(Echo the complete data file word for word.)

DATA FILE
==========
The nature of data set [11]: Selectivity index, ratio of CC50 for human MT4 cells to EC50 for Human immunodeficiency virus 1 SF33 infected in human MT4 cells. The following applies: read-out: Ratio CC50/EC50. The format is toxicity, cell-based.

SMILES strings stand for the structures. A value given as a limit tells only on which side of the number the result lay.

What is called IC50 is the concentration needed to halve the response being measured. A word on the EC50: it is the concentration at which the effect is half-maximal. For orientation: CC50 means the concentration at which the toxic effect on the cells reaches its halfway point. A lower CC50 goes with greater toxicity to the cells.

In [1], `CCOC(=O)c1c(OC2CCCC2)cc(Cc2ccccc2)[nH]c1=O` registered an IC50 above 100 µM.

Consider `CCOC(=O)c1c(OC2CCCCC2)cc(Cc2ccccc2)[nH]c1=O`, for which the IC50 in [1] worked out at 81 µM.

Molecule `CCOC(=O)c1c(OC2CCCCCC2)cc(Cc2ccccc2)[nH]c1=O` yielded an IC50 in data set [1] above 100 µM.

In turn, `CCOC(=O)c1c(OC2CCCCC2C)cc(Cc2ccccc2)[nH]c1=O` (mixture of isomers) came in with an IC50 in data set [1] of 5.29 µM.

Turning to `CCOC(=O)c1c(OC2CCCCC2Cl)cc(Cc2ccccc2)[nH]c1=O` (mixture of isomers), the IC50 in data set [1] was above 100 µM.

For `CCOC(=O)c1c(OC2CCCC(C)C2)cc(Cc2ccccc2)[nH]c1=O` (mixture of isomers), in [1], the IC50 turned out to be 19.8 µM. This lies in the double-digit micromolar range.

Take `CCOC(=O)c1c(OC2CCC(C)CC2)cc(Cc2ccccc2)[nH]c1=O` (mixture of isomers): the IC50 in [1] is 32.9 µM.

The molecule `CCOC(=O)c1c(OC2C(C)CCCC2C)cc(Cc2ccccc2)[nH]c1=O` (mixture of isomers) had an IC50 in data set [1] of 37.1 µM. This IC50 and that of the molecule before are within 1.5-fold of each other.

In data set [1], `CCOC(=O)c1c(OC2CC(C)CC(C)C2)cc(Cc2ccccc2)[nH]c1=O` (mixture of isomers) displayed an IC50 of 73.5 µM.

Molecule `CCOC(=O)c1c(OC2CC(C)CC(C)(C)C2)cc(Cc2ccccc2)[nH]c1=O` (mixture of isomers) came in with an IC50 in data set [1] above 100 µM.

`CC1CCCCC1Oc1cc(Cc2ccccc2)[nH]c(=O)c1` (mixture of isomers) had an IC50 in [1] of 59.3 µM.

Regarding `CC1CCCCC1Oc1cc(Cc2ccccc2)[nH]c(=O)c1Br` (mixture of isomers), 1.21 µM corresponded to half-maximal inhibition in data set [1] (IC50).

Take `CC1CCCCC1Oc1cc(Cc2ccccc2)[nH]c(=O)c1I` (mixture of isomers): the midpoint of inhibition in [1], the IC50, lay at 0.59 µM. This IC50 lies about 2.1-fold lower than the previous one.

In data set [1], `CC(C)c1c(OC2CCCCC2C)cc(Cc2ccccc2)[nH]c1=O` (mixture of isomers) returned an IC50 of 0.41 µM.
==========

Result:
The nature of data set [11]: Selectivity index, ratio of CC50 for human MT4 cells to EC50 for Human immunodeficiency virus 1 SF33 infected in human MT4 cells. The following applies: read-out: Ratio CC50/EC50. The format is toxicity, cell-based.

SMILES strings stand for the structures. A value given as a limit tells only on which side of the number the result lay.

What is called IC50 is the concentration needed to halve the response being measured. A word on the EC50: it is the concentration at which the effect is half-maximal. For orientation: CC50 means the concentration at which the toxic effect on the cells reaches its halfway point. A lower CC50 goes with greater toxicity to the cells.

In [1], `CCOC(=O)c1c(OC2CCCC2)cc(Cc2ccccc2)[nH]c1=O` registered an IC50 above 100 µM.

Consider `CCOC(=O)c1c(OC2CCCCC2)cc(Cc2ccccc2)[nH]c1=O`, for which the IC50 in [1] worked out at 81 µM.

Molecule `CCOC(=O)c1c(OC2CCCCCC2)cc(Cc2ccccc2)[nH]c1=O` yielded an IC50 in data set [1] above 100 µM.

In turn, `CCOC(=O)c1c(OC2CCCCC2C)cc(Cc2ccccc2)[nH]c1=O` (mixture of isomers) came in with an IC50 in data set [1] of 5.29 µM.

Turning to `CCOC(=O)c1c(OC2CCCCC2Cl)cc(Cc2ccccc2)[nH]c1=O` (mixture of isomers), the IC50 in data set [1] was above 100 µM.

For `CCOC(=O)c1c(OC2CCCC(C)C2)cc(Cc2ccccc2)[nH]c1=O` (mixture of isomers), in [1], the IC50 turned out to be 19.8 µM. This lies in the double-digit micromolar range.

Take `CCOC(=O)c1c(OC2CCC(C)CC2)cc(Cc2ccccc2)[nH]c1=O` (mixture of isomers): the IC50 in [1] is 32.9 µM.

The molecule `CCOC(=O)c1c(OC2C(C)CCCC2C)cc(Cc2ccccc2)[nH]c1=O` (mixture of isomers) had an IC50 in data set [1] of 37.1 µM. This IC50 and that of the molecule before are within 1.5-fold of each other.

In data set [1], `CCOC(=O)c1c(OC2CC(C)CC(C)C2)cc(Cc2ccccc2)[nH]c1=O` (mixture of isomers) displayed an IC50 of 73.5 µM.

Molecule `CCOC(=O)c1c(OC2CC(C)CC(C)(C)C2)cc(Cc2ccccc2)[nH]c1=O` (mixture of isomers) came in with an IC50 in data set [1] above 100 µM.

`CC1CCCCC1Oc1cc(Cc2ccccc2)[nH]c(=O)c1` (mixture of isomers) had an IC50 in [1] of 59.3 µM.

Regarding `CC1CCCCC1Oc1cc(Cc2ccccc2)[nH]c(=O)c1Br` (mixture of isomers), 1.21 µM corresponded to half-maximal inhibition in data set [1] (IC50).

Take `CC1CCCCC1Oc1cc(Cc2ccccc2)[nH]c(=O)c1I` (mixture of isomers): the midpoint of inhibition in [1], the IC50, lay at 0.59 µM. This IC50 lies about 2.1-fold lower than the previous one.

In data set [1], `CC(C)c1c(OC2CCCCC2C)cc(Cc2ccccc2)[nH]c1=O` (mixture of isomers) returned an IC50 of 0.41 µM.